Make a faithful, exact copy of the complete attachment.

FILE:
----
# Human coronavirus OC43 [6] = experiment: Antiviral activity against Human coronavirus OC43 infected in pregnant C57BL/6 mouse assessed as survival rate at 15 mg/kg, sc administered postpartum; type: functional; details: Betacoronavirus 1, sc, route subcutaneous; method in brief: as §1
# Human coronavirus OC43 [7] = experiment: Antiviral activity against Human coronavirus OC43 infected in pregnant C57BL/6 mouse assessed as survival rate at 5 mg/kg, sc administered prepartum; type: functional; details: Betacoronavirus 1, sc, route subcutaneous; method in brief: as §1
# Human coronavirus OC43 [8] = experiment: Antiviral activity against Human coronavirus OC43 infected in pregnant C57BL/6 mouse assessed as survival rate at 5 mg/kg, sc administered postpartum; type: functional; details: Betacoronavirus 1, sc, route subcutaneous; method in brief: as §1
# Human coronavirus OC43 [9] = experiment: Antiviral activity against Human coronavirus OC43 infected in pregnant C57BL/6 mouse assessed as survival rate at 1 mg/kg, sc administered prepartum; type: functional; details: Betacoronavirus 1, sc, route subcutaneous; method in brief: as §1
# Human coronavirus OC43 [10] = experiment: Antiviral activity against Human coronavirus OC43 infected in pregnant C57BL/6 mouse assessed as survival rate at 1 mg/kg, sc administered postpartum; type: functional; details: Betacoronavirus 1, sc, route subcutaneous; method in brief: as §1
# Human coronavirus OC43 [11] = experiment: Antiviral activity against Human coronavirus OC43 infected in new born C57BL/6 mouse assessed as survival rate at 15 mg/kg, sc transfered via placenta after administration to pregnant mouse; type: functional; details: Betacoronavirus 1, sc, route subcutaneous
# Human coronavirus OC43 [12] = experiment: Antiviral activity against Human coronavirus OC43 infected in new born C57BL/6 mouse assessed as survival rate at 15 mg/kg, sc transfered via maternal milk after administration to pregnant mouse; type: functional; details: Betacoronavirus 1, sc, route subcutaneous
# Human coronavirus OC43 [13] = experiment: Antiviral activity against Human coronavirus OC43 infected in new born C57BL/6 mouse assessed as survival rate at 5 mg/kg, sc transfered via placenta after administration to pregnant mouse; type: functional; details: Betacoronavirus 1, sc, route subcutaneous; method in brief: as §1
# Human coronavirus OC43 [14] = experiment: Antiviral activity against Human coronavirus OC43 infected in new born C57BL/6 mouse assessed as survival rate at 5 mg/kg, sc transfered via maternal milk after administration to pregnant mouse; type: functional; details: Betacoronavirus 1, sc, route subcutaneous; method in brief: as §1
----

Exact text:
# Human coronavirus OC43 [6] = experiment: Antiviral activity against Human coronavirus OC43 infected in pregnant C57BL/6 mouse assessed as survival rate at 15 mg/kg, sc administered postpartum; type: functional; details: Betacoronavirus 1, sc, route subcutaneous; method in brief: as §1
# Human coronavirus OC43 [7] = experiment: Antiviral activity against Human coronavirus OC43 infected in pregnant C57BL/6 mouse assessed as survival rate at 5 mg/kg, sc administered prepartum; type: functional; details: Betacoronavirus 1, sc, route subcutaneous; method in brief: as §1
# Human coronavirus OC43 [8] = experiment: Antiviral activity against Human coronavirus OC43 infected in pregnant C57BL/6 mouse assessed as survival rate at 5 mg/kg, sc administered postpartum; type: functional; details: Betacoronavirus 1, sc, route subcutaneous; method in brief: as §1
# Human coronavirus OC43 [9] = experiment: Antiviral activity against Human coronavirus OC43 infected in pregnant C57BL/6 mouse assessed as survival rate at 1 mg/kg, sc administered prepartum; type: functional; details: Betacoronavirus 1, sc, route subcutaneous; method in brief: as §1
# Human coronavirus OC43 [10] = experiment: Antiviral activity against Human coronavirus OC43 infected in pregnant C57BL/6 mouse assessed as survival rate at 1 mg/kg, sc administered postpartum; type: functional; details: Betacoronavirus 1, sc, route subcutaneous; method in brief: as §1
# Human coronavirus OC43 [11] = experiment: Antiviral activity against Human coronavirus OC43 infected in new born C57BL/6 mouse assessed as survival rate at 15 mg/kg, sc transfered via placenta after administration to pregnant mouse; type: functional; details: Betacoronavirus 1, sc, route subcutaneous
# Human coronavirus OC43 [12] = experiment: Antiviral activity against Human coronavirus OC43 infected in new born C57BL/6 mouse assessed as survival rate at 15 mg/kg, sc transfered via maternal milk after administration to pregnant mouse; type: functional; details: Betacoronavirus 1, sc, route subcutaneous
# Human coronavirus OC43 [13] = experiment: Antiviral activity against Human coronavirus OC43 infected in new born C57BL/6 mouse assessed as survival rate at 5 mg/kg, sc transfered via placenta after administration to pregnant mouse; type: functional; details: Betacoronavirus 1, sc, route subcutaneous; method in brief: as §1
# Human coronavirus OC43 [14] = experiment: Antiviral activity against Human coronavirus OC43 infected in new born C57BL/6 mouse assessed as survival rate at 5 mg/kg, sc transfered via maternal milk after administration to pregnant mouse; type: functional; details: Betacoronavirus 1, sc, route subcutaneous; method in brief: as §1